How's your production growth and what's your game plan? Traditionally, 33% of advisors are growing their books by more than 10% on a yearly basis, 33% remain essentially the same, and the last 33% are losing production.
But I have been running into a growing number of advisors who seem stuck in a rut. Whether it's because of the changing brokerage landscape or our fragile economy, they have had no production increase over the last two or three years. Or if they have had growth, it's not over that 10% mark, and they can barely keep pace with inflation. Kind of depressing, eh?
I asked some advisors who have been knocking the ball out of the stadium and a couple who are in the midst of reinventing themselves what's working and what's not. Here's what I learned.
Drilling Down on the Practice
Darryl is an advisor at a wirehouse who has 18 years in the business, with $240 million in assets under management and almost $2 million in production. He was up by 40% last year. "I'm working a lot!" Darryl says. "I have over 2,000 accounts." He believes that the large number of accounts helps to minimalize his risk, and since the markets have cooperated, he has experienced a huge bump.
When I asked him if being at a wirehouse helped him attract this wide client base, he said initially yes. But now the business does so well independently that he doesn't need the wirehouse anymore. Ultimately, Darryl could move his book to an independent model or RIA in the next couple of years and be just fine for the rest of his career.
Meanwhile, he has spent a lot of time and money marketing himself and continues to do so. He's self-motivated, and his support staff is well compensated. Darryl's reinvestment plan is working.
Tweaking the Business Mix
Between them, John and his son Gary have been in the business for more than 40 years. Their assets under management grew from $350 million to $450 million last year. The biggest explanation for that, John says, is that they switched a lot of their business mix into managed money. They are at 80% managed money now versus less than 50% two years ago. "It simply pays more than what we were doing, and the risk is minimal," John says. What's more, "our clients have gotten excellent returns."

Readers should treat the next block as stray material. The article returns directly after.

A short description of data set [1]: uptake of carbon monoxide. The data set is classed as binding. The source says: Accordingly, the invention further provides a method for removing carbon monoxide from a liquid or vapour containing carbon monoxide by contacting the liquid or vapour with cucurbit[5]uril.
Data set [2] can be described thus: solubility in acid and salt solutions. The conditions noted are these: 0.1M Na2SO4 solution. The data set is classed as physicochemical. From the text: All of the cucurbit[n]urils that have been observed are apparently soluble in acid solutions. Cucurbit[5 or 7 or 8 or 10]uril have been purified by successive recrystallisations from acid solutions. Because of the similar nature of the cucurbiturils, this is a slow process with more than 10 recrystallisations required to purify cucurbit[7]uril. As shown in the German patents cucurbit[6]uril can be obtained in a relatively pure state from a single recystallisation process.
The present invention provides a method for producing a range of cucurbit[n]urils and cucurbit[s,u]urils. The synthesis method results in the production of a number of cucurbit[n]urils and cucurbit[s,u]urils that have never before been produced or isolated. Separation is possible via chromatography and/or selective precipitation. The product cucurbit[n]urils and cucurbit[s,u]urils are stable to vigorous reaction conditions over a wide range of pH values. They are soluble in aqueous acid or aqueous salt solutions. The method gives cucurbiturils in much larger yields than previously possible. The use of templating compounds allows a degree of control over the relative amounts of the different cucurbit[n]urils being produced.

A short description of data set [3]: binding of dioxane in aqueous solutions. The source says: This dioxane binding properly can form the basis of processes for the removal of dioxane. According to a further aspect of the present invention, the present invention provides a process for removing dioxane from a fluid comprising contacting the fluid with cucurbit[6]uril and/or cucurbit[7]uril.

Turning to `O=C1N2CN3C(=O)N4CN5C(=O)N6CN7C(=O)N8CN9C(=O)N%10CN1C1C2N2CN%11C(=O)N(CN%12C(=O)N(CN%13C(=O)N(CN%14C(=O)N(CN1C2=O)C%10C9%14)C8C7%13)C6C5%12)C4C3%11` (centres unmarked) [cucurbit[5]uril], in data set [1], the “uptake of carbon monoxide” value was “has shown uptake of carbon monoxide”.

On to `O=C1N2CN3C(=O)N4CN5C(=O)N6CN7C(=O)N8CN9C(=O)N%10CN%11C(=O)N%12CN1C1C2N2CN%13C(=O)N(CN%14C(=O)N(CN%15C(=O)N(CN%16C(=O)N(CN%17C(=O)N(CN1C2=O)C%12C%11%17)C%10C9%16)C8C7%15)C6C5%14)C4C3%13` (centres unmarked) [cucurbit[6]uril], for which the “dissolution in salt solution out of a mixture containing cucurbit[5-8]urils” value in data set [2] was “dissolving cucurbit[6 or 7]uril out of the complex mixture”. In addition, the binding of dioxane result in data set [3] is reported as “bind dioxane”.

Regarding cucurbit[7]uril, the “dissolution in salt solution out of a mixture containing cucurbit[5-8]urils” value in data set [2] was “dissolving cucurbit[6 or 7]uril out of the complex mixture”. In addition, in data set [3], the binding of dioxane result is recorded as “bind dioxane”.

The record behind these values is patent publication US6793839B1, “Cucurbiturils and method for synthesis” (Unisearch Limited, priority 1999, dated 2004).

John and Gary had gone on for years before they realized that their business mix just wasn't working for them. Why? You can wear only so many hats and do a great job at them all.
Ultimately, they both came to the conclusion that they are really good at gathering assets and guiding their clients in the right direction. Both spend a majority of their days doing what actually gets them paid versus staring at a monitor and wondering if they made the right decision to double down on Apple.
Moving to Fertile Ground
Switching firms can also help you get out of a rut. Trish had been at the same wirehouse for almost 20 years, but she had been stuck at the $400,000 mark for the second half of her time there. She finally became convinced that she would never be able to grow in that environment.
Trish had gone for so long at her level of production that she would never have been able to get the attention or resources to grow her business. In a sea of producers where she was always in the third quintile, she was treated as such. Now, a few months into her move to a smaller and more nimble firm, she is happy that she made the change.
"I wish I came here a few years ago," she says. "When I was there, it was like being in the fog of war. It's hard to know exactly how bad it is when you are in the moment."
About 75% of her assets have transferred thus far. She moved everyone she wanted. "Moving makes you focus so much on clientsmore than you would otherwise," she says. "I ended up getting two unsolicited referrals because I was focused."
It's not all roses at the new office, however; the culture is a bit more competitive. At the new office, Trish's numbers are posted every day for all to see. At the old office, it was once a week. She already has a business plan written and met with management a couple of weeks ago to discuss it.
Trish understands that it's not just about developing the plan; results come only if it's executed thoroughly. And by implementing it, she has managed to reconnect with lots of her old contacts.
Being with a smaller firm has helped Trish in one unexpected way. When she was at the larger firm, she would run into contacts who were already clients of the firm. Trish is now free to revisit a lot of contacts whom she was prevented from working with before.
Barry made a move in the other direction. He was in a rut, even though he was No. 1 in his office, with $2.2 million in production and $250 million in assets. Then he moved to a larger firm a year ago. Now he is No. 5 in the new office. But he's competitive by nature, and every single day is driven by wanting to be the best in the office.
After coming aboard, Barry developed a business plan and sunk a lot of money into his practice. He hired a financial planner for his team and added a coach as well. Ultimately, it will take him about two years to attain the top spot in his new firm, according to his business plan. This past year, Barry was up over 5%, and for the first year after a move, that's quite commendable.
Ultimately, if your book isn't where you want it to be, you need to concentrate on what exactly it's going to take to get it there. As these scenarios show, there are many paths you can take. The key is finding the right plan for you, your clients, and your family.
- The Grand Slam Referral System
- Referrals Aren't Enough to Lure Clients
- It's a Business Issue, Not a Gender Issue
Carri Degenhardt-Burke runs Degenhardt Consulting in Jersey City, N.J.
For further information, call 201-395-0222 or visit www.degenhardtconsulting.com.
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